In response to a Freedom of Information (FOI) request by the Electronic Frontier Foundation, the FAA has released an updated list of public agencies that have applied for permission from the FAA to operate unmanned aerial systems (UAS). There are now at least 81 agencies that want to fly drones. Most are universities or other research-oriented institutions, and law-enforcement agencies make up the next largest group. Under current FAA rules, drones of all sizes can only be legally operated for non-hobby use through special authorization by the FAA. The list does not indicate which applications have been approved or rejected. The agency was mandated by Congress last year to start allowing more general use of small drones but the FAA said earlier this year it needs more time to figure out how to do that safely. Meanwhile, at least nine states are considering legislation to restrict drone use, one city has banned them entirely for at least two years, and industry groups, from the film industry to agriculture, are stamping their feet with impatience. Trying to reconcile the various factors and factions is the Association for Unmanned Vehicle Systems International, and Vice President Gretchen West told AVweb in a podcast interview that education is key to smoothing the process.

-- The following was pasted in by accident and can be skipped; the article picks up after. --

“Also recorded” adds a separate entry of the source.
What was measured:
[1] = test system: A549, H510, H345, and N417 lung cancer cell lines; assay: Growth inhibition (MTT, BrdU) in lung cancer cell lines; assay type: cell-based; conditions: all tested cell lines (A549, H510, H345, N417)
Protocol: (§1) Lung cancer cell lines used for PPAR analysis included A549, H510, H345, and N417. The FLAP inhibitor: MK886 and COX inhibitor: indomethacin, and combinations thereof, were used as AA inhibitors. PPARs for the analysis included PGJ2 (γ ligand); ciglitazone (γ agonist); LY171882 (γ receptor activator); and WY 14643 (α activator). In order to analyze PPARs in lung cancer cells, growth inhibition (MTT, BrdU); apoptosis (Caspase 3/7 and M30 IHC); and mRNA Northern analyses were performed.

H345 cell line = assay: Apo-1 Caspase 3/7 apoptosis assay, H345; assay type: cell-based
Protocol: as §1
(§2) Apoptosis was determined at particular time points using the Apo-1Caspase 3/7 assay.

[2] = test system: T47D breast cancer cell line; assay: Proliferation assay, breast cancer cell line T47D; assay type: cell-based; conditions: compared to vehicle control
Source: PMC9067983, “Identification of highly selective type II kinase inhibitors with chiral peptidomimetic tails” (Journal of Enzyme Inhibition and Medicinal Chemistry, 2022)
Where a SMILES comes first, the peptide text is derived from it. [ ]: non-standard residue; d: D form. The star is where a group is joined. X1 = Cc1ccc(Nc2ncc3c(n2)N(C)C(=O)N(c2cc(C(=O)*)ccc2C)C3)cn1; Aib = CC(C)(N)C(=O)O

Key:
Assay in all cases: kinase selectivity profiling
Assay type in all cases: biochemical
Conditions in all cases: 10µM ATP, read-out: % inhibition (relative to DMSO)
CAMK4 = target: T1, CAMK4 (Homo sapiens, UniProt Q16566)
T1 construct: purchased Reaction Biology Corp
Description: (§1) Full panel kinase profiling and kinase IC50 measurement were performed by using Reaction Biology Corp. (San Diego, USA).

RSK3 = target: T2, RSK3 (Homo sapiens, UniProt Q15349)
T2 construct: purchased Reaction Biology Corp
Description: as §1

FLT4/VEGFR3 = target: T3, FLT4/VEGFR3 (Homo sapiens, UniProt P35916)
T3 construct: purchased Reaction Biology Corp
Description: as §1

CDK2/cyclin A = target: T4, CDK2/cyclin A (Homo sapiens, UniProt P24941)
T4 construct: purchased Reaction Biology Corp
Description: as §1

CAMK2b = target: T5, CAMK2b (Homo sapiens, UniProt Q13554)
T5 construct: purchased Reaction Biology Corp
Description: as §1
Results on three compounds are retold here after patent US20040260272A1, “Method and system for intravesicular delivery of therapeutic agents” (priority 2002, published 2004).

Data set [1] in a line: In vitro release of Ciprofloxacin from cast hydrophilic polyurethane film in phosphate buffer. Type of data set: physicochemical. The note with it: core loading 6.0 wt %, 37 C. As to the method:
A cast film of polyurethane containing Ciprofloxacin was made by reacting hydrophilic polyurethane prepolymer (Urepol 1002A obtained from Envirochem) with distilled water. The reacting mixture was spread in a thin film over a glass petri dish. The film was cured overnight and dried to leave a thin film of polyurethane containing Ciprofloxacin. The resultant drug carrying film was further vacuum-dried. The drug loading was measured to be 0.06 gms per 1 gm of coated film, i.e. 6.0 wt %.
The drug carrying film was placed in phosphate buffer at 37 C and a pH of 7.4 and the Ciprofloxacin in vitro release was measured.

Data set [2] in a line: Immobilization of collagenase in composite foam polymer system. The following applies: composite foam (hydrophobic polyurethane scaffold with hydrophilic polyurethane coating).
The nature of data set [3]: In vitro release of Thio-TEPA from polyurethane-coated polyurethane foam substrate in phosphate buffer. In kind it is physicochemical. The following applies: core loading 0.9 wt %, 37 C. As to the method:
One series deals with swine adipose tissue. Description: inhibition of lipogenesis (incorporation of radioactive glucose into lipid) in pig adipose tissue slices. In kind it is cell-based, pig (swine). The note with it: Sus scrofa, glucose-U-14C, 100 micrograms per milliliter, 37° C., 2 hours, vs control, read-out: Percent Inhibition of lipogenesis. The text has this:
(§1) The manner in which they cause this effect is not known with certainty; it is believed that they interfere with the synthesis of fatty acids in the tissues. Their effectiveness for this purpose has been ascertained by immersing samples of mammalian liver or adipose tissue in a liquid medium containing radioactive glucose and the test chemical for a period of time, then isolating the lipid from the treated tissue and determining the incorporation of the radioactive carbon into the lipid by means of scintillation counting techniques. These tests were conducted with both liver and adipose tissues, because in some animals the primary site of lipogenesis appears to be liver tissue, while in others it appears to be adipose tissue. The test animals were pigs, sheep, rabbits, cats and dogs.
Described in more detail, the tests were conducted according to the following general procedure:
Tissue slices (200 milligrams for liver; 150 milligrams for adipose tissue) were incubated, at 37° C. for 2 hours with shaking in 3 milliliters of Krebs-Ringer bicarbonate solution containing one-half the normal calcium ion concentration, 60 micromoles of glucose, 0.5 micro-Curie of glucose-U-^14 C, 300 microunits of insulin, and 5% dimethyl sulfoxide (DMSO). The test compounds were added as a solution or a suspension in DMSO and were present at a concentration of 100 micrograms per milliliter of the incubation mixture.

West said that thanks to the coincidental increased public awareness of civilian drones due to the congressional mandate and high-profile controversies like the one over the authorization of assassinations by drones, the perception of civilian drone use is skewed. "Most of the systems we're talking about weigh less than 25 pounds," she said. Those used for law enforcement have limited range and endurance that make them suitable only for short-term operations like tracking suspects or search and rescue and not the kind of persistent surveillance that seems to worry many opponents of the technology. She said it's understandable that the FAA and many other countries are wrestling with regulating drones because the technology is relatively new and it's very powerful.